Apparently the likes of C.S. Lewis and J.R.R. Tolkein also ate here.  We had really gotten warmed up, hiking about two miles in the sunshine to get there.  So we chose to eat on the terrace, but by the time we got our food the sun had gone behind the clouds and it turned out to be quite chilly out there!  Our food was quite good, but we decided you pay more for the atmosphere than for the food quality.  The "pudding" was spectacular!  We walked home through the Port Meadow and petted a pony and dodged cow pies.  

And there you have it.  Probably next time I write will be from the good ol' USA.

Thursday, April 22, 2010

Cultural Observations

Now, you may think that since English is spoken in England there shouldn't be big differences in culture, right?  Well, compared to going to say, Niger, the culture differences are slight.  But there are differences between England and the States.  Of course, most of my observations are on a surface level so I don't claim to be taking this very deep!  And I certainly mean no offense to either the US or to Britain.  Just making observations, that's all.

1.  My Name.....Well, I don't know since only one person has said this to me, but I've been told that "Nancy is a very American name".  I don't know if that's true or not.  There must be some Brits named Nancy....but I haven't met any.  I mean I have met people with names we would say are very British such as ....never mind, I'm not going to get my self in trouble by naming names.  But after he said that I started looking in places where they sell things with people's names on them and I haven't found one thing yet that says "Nancy".  And I've found tons of stuff that says "Natalie" (my sister's name). 
Now, usually in the US it's the other way around....We can find stuff that says "Nancy", but not "Natalie".  (As an aside, I have definitely noticed that all the Nancys I know are in their 50's and they are either American or Canadian.  Obviously it was a very popular 1950's name in North America!)  And by the way, I like my name, American or not.

2.  Food....British food is not bad.    It seems a little bland and not very salty, but that's probably because in general Americans use way too MUCH salt!  Here are some things I really like.  Crumpets spread with lemon curd.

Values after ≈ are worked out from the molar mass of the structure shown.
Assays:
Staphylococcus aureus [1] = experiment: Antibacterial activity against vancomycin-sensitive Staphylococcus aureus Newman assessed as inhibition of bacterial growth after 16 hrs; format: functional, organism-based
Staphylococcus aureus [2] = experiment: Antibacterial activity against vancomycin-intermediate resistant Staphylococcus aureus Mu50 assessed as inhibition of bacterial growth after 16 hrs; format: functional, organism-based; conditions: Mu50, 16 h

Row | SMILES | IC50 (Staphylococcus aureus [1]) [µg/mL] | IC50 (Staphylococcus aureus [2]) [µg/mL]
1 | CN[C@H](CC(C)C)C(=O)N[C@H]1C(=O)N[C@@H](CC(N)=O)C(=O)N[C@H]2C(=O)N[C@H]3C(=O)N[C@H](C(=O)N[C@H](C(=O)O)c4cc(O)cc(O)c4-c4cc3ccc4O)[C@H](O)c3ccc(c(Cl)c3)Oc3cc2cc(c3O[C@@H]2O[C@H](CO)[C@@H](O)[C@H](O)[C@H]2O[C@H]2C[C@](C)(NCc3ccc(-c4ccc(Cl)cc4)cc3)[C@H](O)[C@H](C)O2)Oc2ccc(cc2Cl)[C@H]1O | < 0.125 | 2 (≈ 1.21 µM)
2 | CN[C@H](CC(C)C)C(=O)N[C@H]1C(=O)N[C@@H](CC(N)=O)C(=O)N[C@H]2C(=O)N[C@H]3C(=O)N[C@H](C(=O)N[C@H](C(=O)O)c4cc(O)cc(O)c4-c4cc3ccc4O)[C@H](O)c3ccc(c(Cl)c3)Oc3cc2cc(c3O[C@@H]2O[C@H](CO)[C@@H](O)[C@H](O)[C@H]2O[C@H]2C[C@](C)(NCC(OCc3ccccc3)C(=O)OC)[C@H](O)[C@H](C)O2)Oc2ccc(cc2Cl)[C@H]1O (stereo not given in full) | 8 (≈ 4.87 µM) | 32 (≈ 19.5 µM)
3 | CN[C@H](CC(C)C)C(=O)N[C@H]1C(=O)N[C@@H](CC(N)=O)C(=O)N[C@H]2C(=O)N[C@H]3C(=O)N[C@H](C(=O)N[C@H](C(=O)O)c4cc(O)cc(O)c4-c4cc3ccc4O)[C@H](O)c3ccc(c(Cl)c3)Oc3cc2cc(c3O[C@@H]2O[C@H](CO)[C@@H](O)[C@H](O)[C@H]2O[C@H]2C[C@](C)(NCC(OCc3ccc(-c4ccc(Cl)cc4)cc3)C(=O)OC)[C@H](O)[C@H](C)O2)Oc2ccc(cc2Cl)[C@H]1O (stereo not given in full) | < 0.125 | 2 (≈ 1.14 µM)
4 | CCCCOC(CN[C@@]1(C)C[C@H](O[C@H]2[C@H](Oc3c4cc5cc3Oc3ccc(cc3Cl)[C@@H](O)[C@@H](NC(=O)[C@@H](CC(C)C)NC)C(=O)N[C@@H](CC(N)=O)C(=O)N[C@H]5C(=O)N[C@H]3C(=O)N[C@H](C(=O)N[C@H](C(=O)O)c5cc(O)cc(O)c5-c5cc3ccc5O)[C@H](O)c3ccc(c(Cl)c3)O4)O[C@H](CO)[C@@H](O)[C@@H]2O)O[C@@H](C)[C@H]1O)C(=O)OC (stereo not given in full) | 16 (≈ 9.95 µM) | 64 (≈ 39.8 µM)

I know it sounds weird.  Well, the crumpets were in the clearance basket at the store so I decided to try them.  And the lemon curd was sitting on the table since breakfast stuff is provided.  Now, really, I don't like anything lemon except maybe real home-made lemonade on a hot day.  But I decided to bravely give it a try.  I put just a dab on the crumpet and took a bite and it was delicious!  I really don't know what there is about it because it SOUNDS awful.
And Muller yogurt with choco balls.  This is VERY, VERY delicious!  The fruit kind is good too, but this is the best!  I love it.  I could eat it every day.  We've got to get this in the States!

3.  Queues....That's another word for lines.  I think this amazes me more coming from Africa than it does coming from the US.  Brits line up for everything.  Without anybody telling them to.  Behind some kind of invisible line that everybody can see.  In Niger people group up and surge forward as a crowd.  Shopkeepers deal with four or five people at a time.  The concept of the micro-advantage holds sway.  But not here.  Americans are pretty good at forming lines....ahem, queues....but Britain has even the US beat on that one.
I mean we would normally mill around while waiting for the bus to come then queue up when it gets there, but here they queue up even before the bus is in sight.  It's a good thing, really, because it enables other people who aren't getting on the bus to pass by on the sidewalk.  And think how much pushing and shoving it eliminates.
4.  Signs...OK, I don't want anybody to think I'm making fun of anything in the culture.  All I'm saying here is that English in one place isn't English in another.  So if anybody can tell me what these signs mean, I'd appreciate it!  I think I've got the first one, but the second two are totally meaningless to me.